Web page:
Keep calm and buy value
Whilst they’re not having the easiest time of late, the recent re-branding of the former Tesco value range is a good example of working social and consumer behaviour trends.
Whilst the improvements in quality can only be a good thing, it’s the actual design of the new brand that I think is particularly interesting. Having inspected it in detail in store yesterday (I know, I need to get out more), I was instantly struck by 3 ideas:
- Wartime economising
- Pulling together ‘for victory’
The subtly vintage and simple design called to mind the old fashioned corner grocery shop. That in turn made me think of wartime rationing, the need to ‘make more with less’ and have every penny spent count for two. With those nostalgic thoughts in mind, I couldn’t help but feel warm and positive towards the brand, as though I would somehow become a cleverer shopper, pulling together with my fellow Brits in hard times by buying it.
And that is radically different to my previously fairly negative view of supermarket value brands.
Only time will tell whether their working the wave of Britishness sweeping the country as the Jubilee approaches (I’ve no doubt this relaunch is timed to ride that wave) will deliver, but I for one will be surprised if they don’t see sales increase.
How does that apply to smaller brands?
Well the principle of keeping up with social and behaviour trends, as well as what is going on in the food industry, applies to any brand, no matter what the size. Whilst being a chameleon who changes to adapt to every fad or phase is definitely not advisable, subtly working the marketplace to appeal to what is fashionable, perhaps with a new flavour variety or promotion, can be a worthwhile tactic to both drive sales and engage your consumers to like you even more.
For more on 2012 food and consumer behaviour trends, as well as sales tactics, register to join the Relish club and check out the All about retailing and Know your market areas.
Have you found an innovative way to work a trend? We’d love to hear about it if so – do post below! 🙂
What can the little guy learn from the big guy?
This week, we’ve got a really interesting – and topical – guest blog for you, by Tim Nicol, from the Taste Tideswell project, featured on national TV last year…
What can the little guy learn from the big guy?
Tesco’s recent market and financial performance are headline news, and provide an irresistible opportunity for many to rail against the “retail behemoth”. It’s one of our national characteristics to glory in a fall from grace.
If you are an independent retailer or small food producer, you can either regard the multiple supermarkets as the big bullies or you can choose to learn from what is going on around you and compete more effectively.
I’ve always preached “fight the battles you can win” when talking to smaller food and drink businesses. That doesn’t mean lie back and let things happen to you, nor does it mean going head to head in a battle for retail supremacy with multi billion pound businesses. Be smart – use the publicly available sources of information (not just the Daily Mail and Radio 4) to learn from the big guys and implement change in your business that will improve your sales and profit.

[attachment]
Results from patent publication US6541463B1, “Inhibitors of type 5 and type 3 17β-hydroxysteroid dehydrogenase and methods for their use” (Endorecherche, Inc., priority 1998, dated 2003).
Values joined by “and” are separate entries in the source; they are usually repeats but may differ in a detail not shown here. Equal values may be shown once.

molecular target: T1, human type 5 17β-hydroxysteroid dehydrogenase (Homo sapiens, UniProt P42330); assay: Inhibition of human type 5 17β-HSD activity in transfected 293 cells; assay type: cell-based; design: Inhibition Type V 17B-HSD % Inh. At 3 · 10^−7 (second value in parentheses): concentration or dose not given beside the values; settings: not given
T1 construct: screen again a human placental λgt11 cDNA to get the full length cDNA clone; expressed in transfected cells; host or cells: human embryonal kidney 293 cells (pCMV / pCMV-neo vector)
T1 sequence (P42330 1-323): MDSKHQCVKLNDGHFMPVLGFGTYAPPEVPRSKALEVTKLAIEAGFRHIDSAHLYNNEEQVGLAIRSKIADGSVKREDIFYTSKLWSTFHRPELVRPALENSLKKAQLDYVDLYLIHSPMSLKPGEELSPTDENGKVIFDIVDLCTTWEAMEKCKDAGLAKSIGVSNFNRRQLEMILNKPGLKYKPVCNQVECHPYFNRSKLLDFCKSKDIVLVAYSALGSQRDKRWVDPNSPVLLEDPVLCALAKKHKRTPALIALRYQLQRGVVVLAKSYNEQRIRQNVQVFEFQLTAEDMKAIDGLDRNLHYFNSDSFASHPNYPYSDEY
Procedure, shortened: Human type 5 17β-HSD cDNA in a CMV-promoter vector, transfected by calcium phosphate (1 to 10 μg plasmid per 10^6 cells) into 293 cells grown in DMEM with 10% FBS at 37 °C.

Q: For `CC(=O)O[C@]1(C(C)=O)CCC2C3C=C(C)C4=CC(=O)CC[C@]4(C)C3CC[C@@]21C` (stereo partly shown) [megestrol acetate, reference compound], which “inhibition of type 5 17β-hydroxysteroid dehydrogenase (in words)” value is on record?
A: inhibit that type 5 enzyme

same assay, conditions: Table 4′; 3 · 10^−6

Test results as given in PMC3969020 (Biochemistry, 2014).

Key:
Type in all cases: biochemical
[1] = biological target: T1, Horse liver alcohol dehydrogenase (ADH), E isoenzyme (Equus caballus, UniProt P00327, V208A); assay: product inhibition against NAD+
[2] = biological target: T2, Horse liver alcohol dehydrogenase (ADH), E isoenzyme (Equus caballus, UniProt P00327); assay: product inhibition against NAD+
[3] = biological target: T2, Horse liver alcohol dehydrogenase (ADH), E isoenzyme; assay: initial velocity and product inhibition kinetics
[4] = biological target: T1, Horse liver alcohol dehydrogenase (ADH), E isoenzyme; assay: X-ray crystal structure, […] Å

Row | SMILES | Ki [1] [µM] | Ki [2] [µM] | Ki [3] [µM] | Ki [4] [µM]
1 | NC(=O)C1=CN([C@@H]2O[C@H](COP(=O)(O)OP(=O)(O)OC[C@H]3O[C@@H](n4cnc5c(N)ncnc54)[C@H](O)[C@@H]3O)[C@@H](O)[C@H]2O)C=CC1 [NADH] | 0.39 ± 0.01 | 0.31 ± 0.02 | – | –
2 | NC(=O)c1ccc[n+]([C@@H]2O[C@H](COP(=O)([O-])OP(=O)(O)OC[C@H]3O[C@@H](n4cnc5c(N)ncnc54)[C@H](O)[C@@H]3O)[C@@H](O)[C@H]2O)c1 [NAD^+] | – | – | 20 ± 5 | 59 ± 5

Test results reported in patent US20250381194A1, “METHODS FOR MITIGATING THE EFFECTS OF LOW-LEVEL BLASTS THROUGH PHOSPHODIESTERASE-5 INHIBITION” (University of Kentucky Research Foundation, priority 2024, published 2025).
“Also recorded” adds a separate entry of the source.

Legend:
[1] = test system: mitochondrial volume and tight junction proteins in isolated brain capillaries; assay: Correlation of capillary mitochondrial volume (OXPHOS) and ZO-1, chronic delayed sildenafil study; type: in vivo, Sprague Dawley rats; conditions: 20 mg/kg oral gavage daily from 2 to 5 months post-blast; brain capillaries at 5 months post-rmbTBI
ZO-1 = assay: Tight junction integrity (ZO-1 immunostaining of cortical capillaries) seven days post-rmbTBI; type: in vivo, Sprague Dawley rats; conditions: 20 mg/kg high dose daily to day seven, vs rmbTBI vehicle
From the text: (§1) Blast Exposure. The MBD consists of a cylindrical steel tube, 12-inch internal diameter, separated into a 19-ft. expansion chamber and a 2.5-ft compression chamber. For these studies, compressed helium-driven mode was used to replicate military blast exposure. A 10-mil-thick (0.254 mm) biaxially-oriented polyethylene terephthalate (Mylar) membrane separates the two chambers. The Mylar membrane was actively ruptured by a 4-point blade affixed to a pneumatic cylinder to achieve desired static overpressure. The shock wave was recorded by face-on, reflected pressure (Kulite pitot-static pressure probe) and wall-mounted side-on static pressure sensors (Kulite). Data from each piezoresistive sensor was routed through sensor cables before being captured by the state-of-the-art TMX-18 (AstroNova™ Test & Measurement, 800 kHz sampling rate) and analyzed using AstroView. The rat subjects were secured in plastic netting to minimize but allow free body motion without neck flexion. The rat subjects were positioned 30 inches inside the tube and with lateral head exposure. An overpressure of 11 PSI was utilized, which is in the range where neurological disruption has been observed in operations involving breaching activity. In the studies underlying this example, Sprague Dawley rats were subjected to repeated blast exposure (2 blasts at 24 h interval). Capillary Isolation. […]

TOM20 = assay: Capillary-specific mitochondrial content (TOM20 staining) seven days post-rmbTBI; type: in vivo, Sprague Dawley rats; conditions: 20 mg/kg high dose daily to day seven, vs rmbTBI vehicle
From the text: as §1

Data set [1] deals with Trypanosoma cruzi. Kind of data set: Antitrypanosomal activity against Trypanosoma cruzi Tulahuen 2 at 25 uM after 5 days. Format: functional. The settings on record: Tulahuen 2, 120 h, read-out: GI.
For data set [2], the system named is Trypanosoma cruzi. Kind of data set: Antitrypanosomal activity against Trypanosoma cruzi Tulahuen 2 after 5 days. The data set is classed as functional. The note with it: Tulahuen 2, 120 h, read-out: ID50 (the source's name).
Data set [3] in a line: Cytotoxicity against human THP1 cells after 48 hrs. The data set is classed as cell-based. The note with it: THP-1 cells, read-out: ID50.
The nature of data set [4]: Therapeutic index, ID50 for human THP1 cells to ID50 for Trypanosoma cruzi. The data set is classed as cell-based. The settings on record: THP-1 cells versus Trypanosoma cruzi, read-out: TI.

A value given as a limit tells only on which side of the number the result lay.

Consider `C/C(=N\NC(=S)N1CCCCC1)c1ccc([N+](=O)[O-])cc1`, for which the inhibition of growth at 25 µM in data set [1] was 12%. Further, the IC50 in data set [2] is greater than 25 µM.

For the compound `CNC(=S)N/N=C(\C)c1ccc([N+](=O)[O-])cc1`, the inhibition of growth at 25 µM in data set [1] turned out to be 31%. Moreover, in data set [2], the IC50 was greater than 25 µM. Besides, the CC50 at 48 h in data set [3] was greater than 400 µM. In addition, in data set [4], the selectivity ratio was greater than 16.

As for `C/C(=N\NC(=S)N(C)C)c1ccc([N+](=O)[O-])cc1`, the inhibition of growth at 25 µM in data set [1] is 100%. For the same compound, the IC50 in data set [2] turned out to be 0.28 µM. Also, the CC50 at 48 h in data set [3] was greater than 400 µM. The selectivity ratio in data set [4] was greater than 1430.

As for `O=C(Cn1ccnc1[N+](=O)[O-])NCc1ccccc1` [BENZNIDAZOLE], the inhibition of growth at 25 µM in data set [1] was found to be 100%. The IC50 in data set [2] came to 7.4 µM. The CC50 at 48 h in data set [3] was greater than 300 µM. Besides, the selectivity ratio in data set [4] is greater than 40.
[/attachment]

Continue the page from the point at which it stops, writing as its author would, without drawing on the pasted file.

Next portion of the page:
For example, Tesco’s website includes a video library and in it there’s 3min50secs of insight into what Tesco are doing with their food offer to improve the in-store experience. It’s called Better Stores Better Service (incidentally I found this via an excellent retail commentator I follow called Steve Dresser – @dresserman on Twitter, or www.ukretailers.blogspot.co.uk He is well worth a follow).
Listen carefully to the professional, scripted production – and think why each shot was used. Turn up the volume, suspend any natural cynicism you may have for a few minutes, and see what you can learn. The words and images used will have been chosen carefully by people who have access to capabilities and research that are beyond the reach of small businesses.
The words that resonated with me were “warmth”, “friendliness”, and “staff”. The strategy is clear, put “fresh food first” as a driver of traffic (and therefore overall market share) and display it better, in a more comforting environment supported by more, better trained staff. In the words of Tony Hoggett, the MD of Tesco UK Stores, “It’s not rocket science” and indeed it isn’t; you can see better examples of the same strategy in the excellent new Morrisons “Stores of the Future” in St Albans and Kirkstall, Leeds and as Steve Dresser points out, Morrisons are undoubtedly ahead of the game in fresh food.
The video also gives some tangible pointers to how the stores and displays are being improved – the use of colours, lighting and merchandising equipment are all worth studying. There’s even an easy idea any retailer can implement – control product quality by asking yourself “would I buy it?” If the answer is no, take it off sale; as a producer, it’s worth asking yourself that same question before approaching a retailer too.
No-one expects a small retailer to be a clone of Tesco – that is the last thing you should be, so once you have made up your mind how you are different, take the same advice that Tesco are giving themselves and work on warmth, friendliness, and staff quality.
Ironically, aren’t these just the kind of competitive battles that small independent retailers CAN win?
Tim was the “Village Champion” for Tideswell in the Peak District as part of the BBC1 series, “Village SOS” and launched the “Taste Tideswell” project: www.tastetideswell.co.uk.
Follow him on Twitter @nicoltim or email him on [email protected].